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• ### GMATbuster's Weekly GMAT Quant Quiz, Tomorrow, Saturday at 9 AM PST

December 14, 2018

December 14, 2018

09:00 AM PST

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10 Questions will be posted on the forum and we will post a reply in this Topic with a link to each question. There are prizes for the winners.
• ### Typical Day of a UCLA MBA Student - Recording of Webinar with UCLA Adcom and Student

December 14, 2018

December 14, 2018

10:00 PM PST

11:00 PM PST

Carolyn and Brett - nicely explained what is the typical day of a UCLA student. I am posting below recording of the webinar for those who could't attend this session.

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Intern
Joined: 23 Jul 2015
Posts: 34

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08 Nov 2017, 16:25
From my understanding square root (36^2 + 15^2) is not 36+15, you'd need to find the GCF and it'd end up being square root of ((3^2 (144+25))

There is a veritas prep question that says if x not equal to 0, and x=square root (4xy-4y^2) then in terms of y, x=
and it basically says to solve you'd square both sides first, then turn it into a quadratic equation
so my question is why are you allowed to square the 4xy-4y^2?
Intern
Joined: 23 Jul 2015
Posts: 34

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08 Nov 2017, 17:16
jasonfodor wrote:
From my understanding square root (36^2 + 15^2) is not 36+15, you'd need to find the GCF and it'd end up being square root of ((3^2 (144+25))

There is a veritas prep question that says if x not equal to 0, and x=square root (4xy-4y^2) then in terms of y, x=
and it basically says to solve you'd square both sides first, then turn it into a quadratic equation
so my question is why are you allowed to square the 4xy-4y^2?

nevermind, I think when solving for a value you can't take the square root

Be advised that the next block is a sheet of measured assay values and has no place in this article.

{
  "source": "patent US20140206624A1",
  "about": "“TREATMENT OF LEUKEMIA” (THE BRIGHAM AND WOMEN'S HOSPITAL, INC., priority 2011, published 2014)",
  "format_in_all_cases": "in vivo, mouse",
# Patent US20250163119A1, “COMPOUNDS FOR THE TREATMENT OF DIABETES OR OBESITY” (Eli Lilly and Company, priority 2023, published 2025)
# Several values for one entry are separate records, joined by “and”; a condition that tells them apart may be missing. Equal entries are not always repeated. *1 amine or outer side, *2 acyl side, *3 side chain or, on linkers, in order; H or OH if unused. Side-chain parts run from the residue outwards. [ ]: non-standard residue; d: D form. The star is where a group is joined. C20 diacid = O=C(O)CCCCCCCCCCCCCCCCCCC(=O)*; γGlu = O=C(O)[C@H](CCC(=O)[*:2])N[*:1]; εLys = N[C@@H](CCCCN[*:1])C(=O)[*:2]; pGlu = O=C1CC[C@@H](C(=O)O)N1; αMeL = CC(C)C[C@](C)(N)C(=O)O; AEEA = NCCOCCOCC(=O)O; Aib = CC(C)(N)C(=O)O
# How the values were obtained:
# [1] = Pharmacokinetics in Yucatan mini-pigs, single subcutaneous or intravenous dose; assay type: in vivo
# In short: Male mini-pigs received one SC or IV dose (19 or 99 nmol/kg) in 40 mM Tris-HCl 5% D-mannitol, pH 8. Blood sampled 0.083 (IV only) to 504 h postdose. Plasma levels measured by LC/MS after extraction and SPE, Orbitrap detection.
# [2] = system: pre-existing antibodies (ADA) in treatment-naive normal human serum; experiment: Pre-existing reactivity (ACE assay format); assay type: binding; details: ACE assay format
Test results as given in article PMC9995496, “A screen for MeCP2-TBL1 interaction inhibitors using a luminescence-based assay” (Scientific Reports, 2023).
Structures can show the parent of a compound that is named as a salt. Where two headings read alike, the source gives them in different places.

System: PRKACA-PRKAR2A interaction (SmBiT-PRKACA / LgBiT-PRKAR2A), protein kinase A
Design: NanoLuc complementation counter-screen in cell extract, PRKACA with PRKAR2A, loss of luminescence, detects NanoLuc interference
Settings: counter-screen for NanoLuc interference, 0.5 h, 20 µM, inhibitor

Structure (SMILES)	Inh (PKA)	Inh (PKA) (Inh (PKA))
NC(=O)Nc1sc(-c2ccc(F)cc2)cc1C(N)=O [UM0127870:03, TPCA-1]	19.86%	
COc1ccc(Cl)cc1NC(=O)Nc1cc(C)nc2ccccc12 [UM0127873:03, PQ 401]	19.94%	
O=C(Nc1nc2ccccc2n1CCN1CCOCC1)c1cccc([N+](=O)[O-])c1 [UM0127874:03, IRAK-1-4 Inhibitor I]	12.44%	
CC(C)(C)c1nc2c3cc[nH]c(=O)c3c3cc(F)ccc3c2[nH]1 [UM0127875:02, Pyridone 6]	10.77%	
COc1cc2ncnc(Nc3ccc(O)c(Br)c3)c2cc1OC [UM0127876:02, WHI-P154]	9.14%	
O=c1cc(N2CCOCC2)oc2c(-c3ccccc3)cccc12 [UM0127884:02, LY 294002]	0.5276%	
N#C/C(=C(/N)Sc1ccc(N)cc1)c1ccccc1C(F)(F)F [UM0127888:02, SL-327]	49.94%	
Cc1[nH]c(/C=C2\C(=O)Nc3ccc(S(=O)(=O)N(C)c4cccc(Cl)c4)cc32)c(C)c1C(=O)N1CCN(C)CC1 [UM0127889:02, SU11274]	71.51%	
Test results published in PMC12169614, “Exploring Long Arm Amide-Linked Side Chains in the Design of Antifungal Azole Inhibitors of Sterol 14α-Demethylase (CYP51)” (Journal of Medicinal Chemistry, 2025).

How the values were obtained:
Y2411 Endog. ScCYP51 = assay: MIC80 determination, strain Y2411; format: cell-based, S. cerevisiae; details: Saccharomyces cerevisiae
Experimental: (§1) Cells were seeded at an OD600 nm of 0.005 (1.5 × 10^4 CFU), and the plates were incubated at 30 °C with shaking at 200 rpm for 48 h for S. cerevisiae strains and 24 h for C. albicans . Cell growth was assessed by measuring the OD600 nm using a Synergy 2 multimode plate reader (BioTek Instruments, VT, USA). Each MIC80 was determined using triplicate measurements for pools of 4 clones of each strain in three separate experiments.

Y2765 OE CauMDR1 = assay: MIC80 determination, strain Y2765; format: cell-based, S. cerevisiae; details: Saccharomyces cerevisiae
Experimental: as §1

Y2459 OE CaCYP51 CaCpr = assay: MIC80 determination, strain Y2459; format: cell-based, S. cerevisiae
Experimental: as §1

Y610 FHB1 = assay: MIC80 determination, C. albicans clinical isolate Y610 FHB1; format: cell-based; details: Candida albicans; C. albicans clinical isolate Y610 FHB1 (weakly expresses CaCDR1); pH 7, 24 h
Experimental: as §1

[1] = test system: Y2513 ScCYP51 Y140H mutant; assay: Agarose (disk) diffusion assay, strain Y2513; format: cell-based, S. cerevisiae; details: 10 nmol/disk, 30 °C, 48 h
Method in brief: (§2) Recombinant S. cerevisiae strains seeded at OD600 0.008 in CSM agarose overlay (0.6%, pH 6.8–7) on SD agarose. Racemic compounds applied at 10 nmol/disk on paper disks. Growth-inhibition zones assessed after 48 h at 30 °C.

but if you are solving for a variable you can square both sides
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08 Nov 2017, 17:47
you can add and subtract as long as the exponents are outside of the parenthesis ex: (36+15)^2
but you can't do so when you have exponents for each of them. Best approach, find the common factors for both of the terms, then bring it up front, in this case, 3^2.
in second case, 4y.
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Joined: 04 Dec 2015
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13 Nov 2017, 11:52
1
jasonfodor wrote:
From my understanding square root (36^2 + 15^2) is not 36+15, you'd need to find the GCF and it'd end up being square root of ((3^2 (144+25))

There is a veritas prep question that says if x not equal to 0, and x=square root (4xy-4y^2) then in terms of y, x=
and it basically says to solve you'd square both sides first, then turn it into a quadratic equation
so my question is why are you allowed to square the 4xy-4y^2?

Good question!

The rule is: you can't split or join square roots (when doing addition or subtraction.)

For example,$$\sqrt{9}+\sqrt{16}$$ is not equal to $$\sqrt{25}$$, even though 9 + 16 = 25.

It's also true with variables: $$\sqrt{x} + \sqrt{y}$$ is not equal to $$\sqrt{x+y}$$. The only exception is when x or y is equal to 0.

In the Veritas question, you aren't 'splitting' or 'joining' the square root, so it's okay. You aren't turning $$\sqrt{4xy - 4y^2}$$ into $$\sqrt{4xy}-\sqrt{4y^2}$$, after all (that would be against the rules). You're just squaring the entire expression, which is fine. For instance, this is okay:

$$\sqrt{9 + 16} = \sqrt{x}$$

$$9 + 16 = x$$

We just squared both sides of the equation, which is always allowed.
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